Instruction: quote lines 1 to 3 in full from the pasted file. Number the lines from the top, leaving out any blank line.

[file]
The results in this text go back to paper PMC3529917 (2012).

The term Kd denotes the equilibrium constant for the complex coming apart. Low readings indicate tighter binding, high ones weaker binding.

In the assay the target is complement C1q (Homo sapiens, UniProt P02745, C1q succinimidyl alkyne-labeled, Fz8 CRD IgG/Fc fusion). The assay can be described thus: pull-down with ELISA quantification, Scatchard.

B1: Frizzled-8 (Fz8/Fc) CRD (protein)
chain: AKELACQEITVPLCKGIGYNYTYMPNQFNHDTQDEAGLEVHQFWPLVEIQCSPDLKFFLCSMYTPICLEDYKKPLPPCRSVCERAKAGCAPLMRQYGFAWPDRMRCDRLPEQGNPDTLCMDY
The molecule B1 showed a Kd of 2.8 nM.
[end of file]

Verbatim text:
The results in this text go back to paper PMC3529917 (2012).

The term Kd denotes the equilibrium constant for the complex coming apart. Low readings indicate tighter binding, high ones weaker binding.

In the assay the target is complement C1q (Homo sapiens, UniProt P02745, C1q succinimidyl alkyne-labeled, Fz8 CRD IgG/Fc fusion). The assay can be described thus: pull-down with ELISA quantification, Scatchard.